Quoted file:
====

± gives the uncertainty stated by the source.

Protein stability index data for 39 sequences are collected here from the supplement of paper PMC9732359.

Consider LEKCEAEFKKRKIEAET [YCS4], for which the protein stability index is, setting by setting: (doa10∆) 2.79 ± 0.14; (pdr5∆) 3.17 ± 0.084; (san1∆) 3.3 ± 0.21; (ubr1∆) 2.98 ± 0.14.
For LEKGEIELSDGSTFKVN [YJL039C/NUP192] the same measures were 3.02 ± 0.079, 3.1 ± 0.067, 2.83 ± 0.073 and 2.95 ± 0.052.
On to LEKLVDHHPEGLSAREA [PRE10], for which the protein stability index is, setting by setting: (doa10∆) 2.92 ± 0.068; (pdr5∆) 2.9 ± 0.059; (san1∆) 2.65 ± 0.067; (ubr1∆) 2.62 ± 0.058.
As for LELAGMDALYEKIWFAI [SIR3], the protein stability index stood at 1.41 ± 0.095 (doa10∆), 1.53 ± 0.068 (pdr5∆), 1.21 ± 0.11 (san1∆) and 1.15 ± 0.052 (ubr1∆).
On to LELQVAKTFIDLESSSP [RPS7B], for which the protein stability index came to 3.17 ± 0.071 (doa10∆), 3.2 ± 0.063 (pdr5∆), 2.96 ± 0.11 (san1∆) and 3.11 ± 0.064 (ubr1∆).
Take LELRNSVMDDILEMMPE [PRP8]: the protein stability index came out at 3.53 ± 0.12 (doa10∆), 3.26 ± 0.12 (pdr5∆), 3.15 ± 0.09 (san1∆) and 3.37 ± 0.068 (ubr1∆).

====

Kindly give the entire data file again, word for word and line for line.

± gives the uncertainty stated by the source.

Protein stability index data for 39 sequences are collected here from the supplement of paper PMC9732359.

Consider LEKCEAEFKKRKIEAET [YCS4], for which the protein stability index is, setting by setting: (doa10∆) 2.79 ± 0.14; (pdr5∆) 3.17 ± 0.084; (san1∆) 3.3 ± 0.21; (ubr1∆) 2.98 ± 0.14.
For LEKGEIELSDGSTFKVN [YJL039C/NUP192] the same measures were 3.02 ± 0.079, 3.1 ± 0.067, 2.83 ± 0.073 and 2.95 ± 0.052.
On to LEKLVDHHPEGLSAREA [PRE10], for which the protein stability index is, setting by setting: (doa10∆) 2.92 ± 0.068; (pdr5∆) 2.9 ± 0.059; (san1∆) 2.65 ± 0.067; (ubr1∆) 2.62 ± 0.058.
As for LELAGMDALYEKIWFAI [SIR3], the protein stability index stood at 1.41 ± 0.095 (doa10∆), 1.53 ± 0.068 (pdr5∆), 1.21 ± 0.11 (san1∆) and 1.15 ± 0.052 (ubr1∆).
On to LELQVAKTFIDLESSSP [RPS7B], for which the protein stability index came to 3.17 ± 0.071 (doa10∆), 3.2 ± 0.063 (pdr5∆), 2.96 ± 0.11 (san1∆) and 3.11 ± 0.064 (ubr1∆).
Take LELRNSVMDDILEMMPE [PRP8]: the protein stability index came out at 3.53 ± 0.12 (doa10∆), 3.26 ± 0.12 (pdr5∆), 3.15 ± 0.09 (san1∆) and 3.37 ± 0.068 (ubr1∆).